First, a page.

…are something that one meets almost immediately on arrival to the islands. Everyone needs food and most everyone use grocery stores. Grocery store experiences are probably very different between people, so it wasn’t just chance that made us be more aware of what was being offered on the shelves of the Co-op store in Lerwick. A mix between anxiety and anticipation. What things would we find similar? Were there new things offered? Better products? Less better products than what we were used to?
Experiences from the U.S. and Sweden have taught me to keep my eyes and mind open, read labels on products and do price comparisons. It’s something my father pointed out to his boys each time we’d accompany him to get groceries. I’ve kept these teachings through the years but added a bit of my own values and politics to grocery buying.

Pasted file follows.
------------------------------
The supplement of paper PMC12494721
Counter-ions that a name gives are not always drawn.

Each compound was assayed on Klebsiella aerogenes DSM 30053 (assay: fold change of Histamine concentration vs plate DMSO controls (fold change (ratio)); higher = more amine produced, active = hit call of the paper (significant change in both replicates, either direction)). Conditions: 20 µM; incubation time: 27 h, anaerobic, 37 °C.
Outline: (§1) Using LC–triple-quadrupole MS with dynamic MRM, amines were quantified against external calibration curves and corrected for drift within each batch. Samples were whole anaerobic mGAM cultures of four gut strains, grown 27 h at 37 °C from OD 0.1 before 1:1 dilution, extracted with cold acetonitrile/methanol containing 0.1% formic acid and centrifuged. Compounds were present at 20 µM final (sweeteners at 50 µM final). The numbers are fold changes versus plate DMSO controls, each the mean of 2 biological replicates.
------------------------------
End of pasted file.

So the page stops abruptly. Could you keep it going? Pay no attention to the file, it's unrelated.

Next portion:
So, it was to a degree of attention I gave some products on the shelves of the Co-op store when we first needed to fill our food supplies. The real attention grabber was the “Fair Trade” products. Another exciting eye-catcher was the free range eggs from Scotland farmers and finding most of the milk was locally produced and manufactured in Shetland. Shetland yoghurt was there, too. Really rich and creamy.
So, let the pictures add to the story. There has been some really nice surprises in food and food stores here and I’ll give this topic more attention later. It’s fun to shop for food in different countries with different values and ideas.
But, I ask, Why can’t there be more “Fair Trade” products on common Swedish grocery shelves?
PS– At this writing, the some 7000 people living in Lerwick have only one (1) grocery store available. This is the Co-op in Lerwick. Next week, the new Tesco store will open and many questions are in the air concerning the future of small village stores in rural areas, prices at Tesco and its reputation of price arrangements as well as the future of the Co-op store and its eventual expansion or decline. Should be interesting in the months to come.
PSS– We find small surprises of Scandinavian foods on the shelves here in Shetland. For example, Ryvita hard bread (knäckebröd) and Mustard Herring (Senaps Sill)